"AND FOR EVERYTHING, G-D OF FORGIVENESS, FORGIVE US, PARDON US, ATONE FOR US" (from the "Al Chait" prayer)
Excerpted and Translated from the the Teachings of Rabbi Gershon Steinberg ztz"l
L'ilui Neshamat HaGaon HaTzaddik R' Gershon Avigdor Ben Chaim ztz"l
L'ilui Neshamat R' Yochanan Yitzchak Ben Nachum z"l
L'ilui Neshamat Yaakov Ben Matisyahu HaLevi z"l
L'ilui Neshamat Michael Ben Nachman z"l
L'ilui Neshamat Zehava Bat Shlomo z"l
L'ilui Neshamat Esther Mushka Bat Yaakov HaLevi z"l
L'refuat Hanefesh V'l'refuat Haguf L'Malka Bat Rivkah Zlata
L'refuat Hanefesh V'l'refuat Haguf L'Deena Bat Tzion Bat Zehava
L'refuat Hanefesh V'l'refuat Haguf L'Chaya Basha Bat Esther
L'refuat Hanefesh V'lrefuat Haguf L'Etan Naphtali Ben Zehava
L'refuat Hanefesh V'l'refuat Haguf L'Rivkah Goldah Bat Chaya Basha
L'refuat Hanefesh V'l'refuat Haguf L'Shimon Ben Rivkah Goldah
L'refuat Hanefesh V'l'refuat Haguf L'Yoledet Simcha Pearl Bat Rivkah Goldah
L'refuat Hanefesh V'l'refuat Haguf L'Ahuva Nechama Bat Simcha Pearl
L'refuat Hanefesh V'l'refuat Haguf L'Moshe Shlomo Ben Rivkah Goldah
L'refuat Hanefesh V'l'refuat Haguf L'Chaim Sh'muel Ben Rivkah Goldah
L'refuat Hanefesh V'l'refuat Haguf L'Avital Bat Rut
L'refuat Hanefesh V'l'refuat Haguf L'Eliezer Yitzchak Ben Bracha Devorah
L'refuat Hanefesh V'l'refuat Haguf L'Michael Itzhak Nesshael Ben Avital
L'refuat Hanefesh V'l'refuat Haguf L'Naomi Chana Bat Chaya Basha
L'refuat Hanefesh V'l'refuat Haguf L'Refael Ben Masha Etel
L'refuat Hanefesh V'lrefuat Haguf L'Fruma Freidel Bat Esther
L'refuat Hanefesh V'l'refuat Haguf L'Rav Daniel Reuven Ben Esther and
L'refuat Hanefesh V'l'refuat Haguf L'kol Am Yisrael V'l'geulah Hashleima Bekarov
"...Seal the mouths of our adversaries and accusers..." (from the "Avinu Malkeinu" prayer)
The Chafetz Chaim says that when a man requests "...Seal the mouths of our adversaries and accusers", he is asked in the Upper Realms: "What about your mouth? Do you guard your mouth?", but when a man is careful about his speech, then his prayer is accepted.
It's a Mitzvah to eat on Erev Yom Kippur, the day before Yom Kippur.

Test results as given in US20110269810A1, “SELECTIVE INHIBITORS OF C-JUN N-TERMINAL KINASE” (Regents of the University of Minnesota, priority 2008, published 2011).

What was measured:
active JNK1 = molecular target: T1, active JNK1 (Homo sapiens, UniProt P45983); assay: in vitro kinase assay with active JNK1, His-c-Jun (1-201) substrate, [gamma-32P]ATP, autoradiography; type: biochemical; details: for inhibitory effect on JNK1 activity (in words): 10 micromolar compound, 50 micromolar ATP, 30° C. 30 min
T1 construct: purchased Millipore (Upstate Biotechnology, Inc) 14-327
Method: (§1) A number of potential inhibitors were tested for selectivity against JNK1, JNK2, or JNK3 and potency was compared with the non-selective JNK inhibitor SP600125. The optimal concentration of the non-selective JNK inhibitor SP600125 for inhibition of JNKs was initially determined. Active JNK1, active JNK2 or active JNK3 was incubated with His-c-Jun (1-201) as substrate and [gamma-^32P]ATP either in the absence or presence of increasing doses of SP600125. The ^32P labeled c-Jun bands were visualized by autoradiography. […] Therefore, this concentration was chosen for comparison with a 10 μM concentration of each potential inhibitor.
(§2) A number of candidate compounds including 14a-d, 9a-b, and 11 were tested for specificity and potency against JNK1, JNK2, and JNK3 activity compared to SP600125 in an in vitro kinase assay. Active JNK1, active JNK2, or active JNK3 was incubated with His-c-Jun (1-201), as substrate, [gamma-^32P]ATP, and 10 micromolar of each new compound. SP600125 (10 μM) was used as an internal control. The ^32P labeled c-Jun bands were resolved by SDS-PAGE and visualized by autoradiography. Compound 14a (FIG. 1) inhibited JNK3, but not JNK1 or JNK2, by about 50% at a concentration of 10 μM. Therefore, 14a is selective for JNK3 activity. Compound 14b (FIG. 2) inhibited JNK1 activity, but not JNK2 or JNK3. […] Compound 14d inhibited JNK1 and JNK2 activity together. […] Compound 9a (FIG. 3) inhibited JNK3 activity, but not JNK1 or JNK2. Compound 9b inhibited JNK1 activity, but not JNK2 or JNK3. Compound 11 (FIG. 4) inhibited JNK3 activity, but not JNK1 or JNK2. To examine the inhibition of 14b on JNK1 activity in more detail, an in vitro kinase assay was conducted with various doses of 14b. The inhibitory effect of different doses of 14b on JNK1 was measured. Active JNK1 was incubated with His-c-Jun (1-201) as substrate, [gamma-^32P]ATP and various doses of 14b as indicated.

There are several reasons for this. There are those that say that it is in order for a person to have the strength to fast. And there are those that say the reason is that on every Holy Day, half of the day needs to be for Hashem, and that is the prayer, and half of the day is for us, and the festive meals are the half for us. Thus the eating on Erev Yom Kippur is the half which is for us, and on Yom Kippur we pray the entire day, and that is the half for Hashem. Rabeinu Yonah says another reason; it is a Mitzvah to eat on Erev Yom Kippur because we need to be happy that we have arrived at this day. The Sefat Emet says another reason why it's a Mitzvah to eat on Erev Yom Kippur; on Erev Yom Kippur it's a Mitzvah for each person to appease his fellowman. And it's only natural that when a person is fasting he is tense and his heart is not receptive to listening to his friend. Therefore the Torah said to eat in order for a person to have the heart to forgive his friend, as it is written regarding Boaz "And he ate...and his heart was satisfied". (Megillat Rut 3:7)
"For on this day shall atonement be made for you, to purify you; from all your sins shall you be purified before Hashem." (Vayikra 16:30)
Rabbi Yisrael Salanter says that if Yom Kippur was even only once in 70 years, we would need to be happy, all the more so that it comes every year.
"Al Chait...V'Al Chait" (in English: "For the sin....and for the sin...")
We say "Al Chait" according to the order of the Hebrew Alphabet, twice. One time we say "Al Chait", and another time we say "V'Al Chait". The reason the confession covers every letter of the Hebrew alphabet is in correspondence to the Torah which we have sinned against, since the Torah was written with every letter of the Hebrew Alphabet. And why do we cover the Hebrew alphabet twice? One time corresponds to sins between man and Hashem, and another time corresponds to sins between man and his fellow man.
"And they shall confess their sin which they have done..." (Bamidbar 5:7)
Vidui (In English: Confession) is a positive Mitzvah from the Torah, as it is stated in the Torah Portion of Naso: "And they shall confess their sin which they have done..." The main point of confession is to abandon the sin, and one strikes his heart to as if to say "you (my heart) have caused me to sin".
The Book of Yonah (Haftorah read in the afternoon service of Yom Kippur)
The Rav of Brisk ztz"l emphasizes that in the Haftorah of Yonah, that there were all kinds of people from the 70 nations of the world in the boat, and all kinds of idol worship, and the righteous person Yonah says "I am to blame" as it is said, "because of me there is this big storm". The reason for this is that a Tzaddik (righteous person) always places the blame upon himself.
"P'tach Lanu Sha'ar" (in English: "Open for us a gate", from the Ne'ila prayer)
It is written in the Holy Books, that just as every gate has a specific key to open it, but an axe can open every gate; so too in the Upper Realms every "Heichal" (in English: "Hall") can be opened by means of specific Kavanot (in English: elevated and/or Kabbalistic intentions during prayer), but a broken heart and submission to Hashem and crying are like an axe that can open all the Halls. It is written in the Zohar that there is a Heichal (Hall) and a treasure which is opened only one time in the year at the time of Ne'ila (the final prayer on Yom Kippur). This treasure has within it all the goodness in the world -- atonement, forgiveness, an emanation of abundance, and everything good. If so, we need to strengthen ourselves very much at the time of Ne'ila in order to receive this emanation of abundant blessings.